You are a police officer, not a lifeguard. When you encounter a victim in the water, they’re panicked and they can pull you down. Just like with any other life-saving scenario you may encounter on duty, you must be aware of the risks and determine your best options. (iStock Photo)
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In August 2011, swift moving water claimed the lives of a deputy in Wyoming and a state water patrol officer in Missouri. Deputy Brian Gross, 29, of the Converse County (Wyo.) Sheriff’s Office was one of several officers involved in the rescue of a distraught female who had intentionally gone into a river. His body was recovered on Sunday, July 31. In Missouri, extensive efforts are underway to recover Missouri Patrol Trooper Fred Guthrie, 46, and his five-year K-9 partner, Reed, who were missing and presumed drowned after Guthrie’s truck was found near flood waters in Holt County.
Water can be a very perilous environment for law enforcement officers for a variety of reasons. LawOfficer.com reached out to Sgt. Gerrard Callahan of the Missouri State Highway Patrol, for some officer safety pointers.
“You’ve got to remember that fast-moving water is capable of carving out rock,” said Callahan. “It’s a force you can’t win against. Have respect for it.”
He went on to say, “Moving current and fixed objects is where the danger lies. That’s a big part of what officers need to know. It can be a very dangerous environment. Sometimes waiting for more qualified and better equipped and trained personnel may be the right move.”
“Know your limits. That’s a problem we have in this line of work. Sometimes taking a step back is the right thing to do. It’s hard, especially if you have witnesses on scene. I’ve seen many officers perform rescues where they go above and beyond the call of duty. The biggest thing we teach people is that they aren’t lifeguards. It’s important to remember that when you encounter a victim in the water, they’re panicked and they can pull you down also.”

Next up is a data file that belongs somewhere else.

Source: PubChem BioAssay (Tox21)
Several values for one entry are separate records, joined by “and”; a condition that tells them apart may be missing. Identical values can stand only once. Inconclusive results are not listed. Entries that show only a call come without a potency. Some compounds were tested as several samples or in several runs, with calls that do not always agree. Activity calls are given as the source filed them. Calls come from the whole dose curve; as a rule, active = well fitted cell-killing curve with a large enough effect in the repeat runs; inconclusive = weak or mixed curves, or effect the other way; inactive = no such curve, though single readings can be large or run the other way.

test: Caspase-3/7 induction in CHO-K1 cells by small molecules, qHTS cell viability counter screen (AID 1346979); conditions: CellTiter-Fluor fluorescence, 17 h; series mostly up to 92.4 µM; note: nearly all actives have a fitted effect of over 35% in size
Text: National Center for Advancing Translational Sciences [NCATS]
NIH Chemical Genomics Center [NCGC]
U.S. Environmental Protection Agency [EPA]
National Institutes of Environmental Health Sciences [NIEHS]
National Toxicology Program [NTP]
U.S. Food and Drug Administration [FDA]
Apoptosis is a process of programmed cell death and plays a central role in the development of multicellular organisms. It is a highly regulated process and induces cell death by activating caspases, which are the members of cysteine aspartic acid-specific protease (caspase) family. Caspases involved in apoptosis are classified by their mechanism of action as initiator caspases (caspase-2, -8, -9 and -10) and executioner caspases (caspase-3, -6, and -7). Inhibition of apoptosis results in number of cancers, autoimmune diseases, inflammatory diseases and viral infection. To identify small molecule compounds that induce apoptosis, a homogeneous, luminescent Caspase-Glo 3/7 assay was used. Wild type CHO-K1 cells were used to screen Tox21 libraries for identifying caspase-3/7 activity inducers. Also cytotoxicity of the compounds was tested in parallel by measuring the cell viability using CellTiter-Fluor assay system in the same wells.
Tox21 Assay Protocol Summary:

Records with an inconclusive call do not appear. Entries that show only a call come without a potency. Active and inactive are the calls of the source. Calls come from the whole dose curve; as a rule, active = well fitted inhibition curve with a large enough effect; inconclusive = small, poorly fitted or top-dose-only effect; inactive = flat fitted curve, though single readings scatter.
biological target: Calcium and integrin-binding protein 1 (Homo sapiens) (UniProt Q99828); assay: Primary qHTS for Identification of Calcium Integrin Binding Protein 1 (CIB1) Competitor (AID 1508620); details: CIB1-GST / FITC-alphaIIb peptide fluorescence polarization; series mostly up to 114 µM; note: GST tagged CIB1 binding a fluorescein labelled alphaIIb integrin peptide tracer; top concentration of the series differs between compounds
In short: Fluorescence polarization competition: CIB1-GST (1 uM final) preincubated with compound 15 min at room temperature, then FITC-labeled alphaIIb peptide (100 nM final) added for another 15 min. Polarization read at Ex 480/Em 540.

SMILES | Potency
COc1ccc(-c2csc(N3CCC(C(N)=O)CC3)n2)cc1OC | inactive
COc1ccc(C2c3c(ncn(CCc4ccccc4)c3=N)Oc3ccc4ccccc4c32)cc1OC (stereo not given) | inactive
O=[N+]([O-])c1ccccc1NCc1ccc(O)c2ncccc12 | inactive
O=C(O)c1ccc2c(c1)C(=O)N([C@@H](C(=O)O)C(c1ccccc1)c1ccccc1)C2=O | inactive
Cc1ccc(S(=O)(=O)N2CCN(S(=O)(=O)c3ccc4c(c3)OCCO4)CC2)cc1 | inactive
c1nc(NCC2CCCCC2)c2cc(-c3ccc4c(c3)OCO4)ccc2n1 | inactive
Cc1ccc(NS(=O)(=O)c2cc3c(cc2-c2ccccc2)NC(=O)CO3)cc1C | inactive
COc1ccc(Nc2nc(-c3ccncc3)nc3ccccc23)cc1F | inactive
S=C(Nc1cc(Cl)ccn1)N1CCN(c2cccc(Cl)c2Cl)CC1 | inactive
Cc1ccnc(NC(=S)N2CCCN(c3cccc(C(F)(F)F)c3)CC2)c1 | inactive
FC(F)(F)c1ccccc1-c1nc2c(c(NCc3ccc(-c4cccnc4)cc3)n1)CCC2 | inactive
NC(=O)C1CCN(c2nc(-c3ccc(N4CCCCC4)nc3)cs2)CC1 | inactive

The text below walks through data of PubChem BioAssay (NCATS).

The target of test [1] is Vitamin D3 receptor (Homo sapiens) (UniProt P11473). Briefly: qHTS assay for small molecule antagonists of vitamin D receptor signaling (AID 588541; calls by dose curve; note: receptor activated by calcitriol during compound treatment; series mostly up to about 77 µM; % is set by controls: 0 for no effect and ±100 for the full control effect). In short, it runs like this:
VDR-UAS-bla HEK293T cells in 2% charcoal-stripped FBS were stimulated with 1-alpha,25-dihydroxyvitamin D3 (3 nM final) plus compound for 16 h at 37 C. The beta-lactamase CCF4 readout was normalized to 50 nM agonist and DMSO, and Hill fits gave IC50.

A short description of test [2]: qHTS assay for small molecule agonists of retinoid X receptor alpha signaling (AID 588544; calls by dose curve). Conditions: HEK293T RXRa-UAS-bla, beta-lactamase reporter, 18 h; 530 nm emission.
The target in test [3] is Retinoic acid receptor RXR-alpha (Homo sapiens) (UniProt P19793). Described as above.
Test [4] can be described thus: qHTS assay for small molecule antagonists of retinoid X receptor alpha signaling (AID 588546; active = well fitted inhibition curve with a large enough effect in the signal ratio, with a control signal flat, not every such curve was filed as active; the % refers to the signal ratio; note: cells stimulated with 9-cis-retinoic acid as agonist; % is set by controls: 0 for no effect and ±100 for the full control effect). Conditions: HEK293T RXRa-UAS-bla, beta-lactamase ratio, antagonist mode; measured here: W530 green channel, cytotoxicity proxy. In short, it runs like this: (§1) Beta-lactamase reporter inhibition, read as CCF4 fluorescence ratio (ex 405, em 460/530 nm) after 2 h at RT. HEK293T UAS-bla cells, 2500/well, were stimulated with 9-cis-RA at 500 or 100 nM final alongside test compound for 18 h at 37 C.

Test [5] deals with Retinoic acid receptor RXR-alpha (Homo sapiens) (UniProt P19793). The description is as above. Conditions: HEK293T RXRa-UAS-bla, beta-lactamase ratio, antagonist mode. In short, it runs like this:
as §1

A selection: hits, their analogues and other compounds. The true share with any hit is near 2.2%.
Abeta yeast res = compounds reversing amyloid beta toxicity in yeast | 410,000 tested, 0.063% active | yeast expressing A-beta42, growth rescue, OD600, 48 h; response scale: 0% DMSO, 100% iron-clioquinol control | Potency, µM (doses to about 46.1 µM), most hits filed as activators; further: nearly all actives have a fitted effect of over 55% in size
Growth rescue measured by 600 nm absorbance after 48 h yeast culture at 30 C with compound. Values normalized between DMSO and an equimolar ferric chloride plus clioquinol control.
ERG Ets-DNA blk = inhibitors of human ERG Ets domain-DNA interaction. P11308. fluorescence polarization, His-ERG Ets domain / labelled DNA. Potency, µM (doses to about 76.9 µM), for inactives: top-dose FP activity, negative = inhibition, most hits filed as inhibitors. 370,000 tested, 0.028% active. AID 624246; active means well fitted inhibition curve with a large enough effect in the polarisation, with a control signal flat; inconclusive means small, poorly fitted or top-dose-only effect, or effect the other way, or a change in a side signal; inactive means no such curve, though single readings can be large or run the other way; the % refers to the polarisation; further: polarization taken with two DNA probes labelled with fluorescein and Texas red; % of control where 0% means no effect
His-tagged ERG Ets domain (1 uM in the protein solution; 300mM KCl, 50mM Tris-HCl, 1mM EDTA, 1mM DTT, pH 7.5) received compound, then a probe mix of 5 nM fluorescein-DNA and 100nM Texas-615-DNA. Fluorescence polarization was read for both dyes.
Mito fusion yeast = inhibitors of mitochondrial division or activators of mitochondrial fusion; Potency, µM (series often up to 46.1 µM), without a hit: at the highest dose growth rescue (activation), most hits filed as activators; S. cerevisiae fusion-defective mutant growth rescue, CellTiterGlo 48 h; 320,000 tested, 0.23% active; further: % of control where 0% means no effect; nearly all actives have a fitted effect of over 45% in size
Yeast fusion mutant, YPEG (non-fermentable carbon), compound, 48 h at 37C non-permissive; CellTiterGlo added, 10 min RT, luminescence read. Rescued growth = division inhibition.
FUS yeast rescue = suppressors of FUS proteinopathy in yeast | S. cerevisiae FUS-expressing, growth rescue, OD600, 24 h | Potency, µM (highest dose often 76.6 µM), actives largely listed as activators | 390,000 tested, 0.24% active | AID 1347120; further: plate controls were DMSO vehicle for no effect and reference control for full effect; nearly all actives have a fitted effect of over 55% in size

Callahan has these tips for officers who may find themselves faced with a potential water rescue.
“Think reach, throw, row and go,” he said.
- Reach for them but put a barrier between like a stick, pole or paddle. You can let go if you have to.
- Throw something to them that floats.
- Row out to them if possible.
- Go get help from those that have the equipment and training.
Callahan likened water rescue decisions to the decisions made in any critical incident. “You have to determine your best options and be aware of the risks,” he said.
“If you decide to engage in a rescue, get as much gear off as you can. Get rid of your belt, boots, vest and you really want to go out with some type of flotation like a life vest or raft,” Callahan said. “Keep this between you and the victim when you reach them. It gives them something to grab onto and keeps the rescuer safe.”
If you enter the water with a rope, don’t secure yourself to it. ”I’ve seen officers tether themselves to a line, which is not recommended. You want to be able to release yourself if needed. Fast moving water can drive you under and pin you to the bottom,” he said.
If you find yourself being swept away by fast moving water, Callahan has this advice: “Try to float and point your feet down river to help bounce off objects. Keep your feet on the surface and pointed upwards to avoid snags,” Callahan said. “Watch out for strainers like large trees and start paddling ahead of time to avoid them. Keep an eye out for a slow-moving eddy, and use it to swim out and get yourself to shore.”
Bottom line: Know your limitations, assess the entirety of the situation, and don’t let impulse cause you to become a victim.
- Mo. Highway Patrol Working to Recover Body of Water Patrol Officer
- Body of Wyoming Deputy Lost in Water Rescue Recovered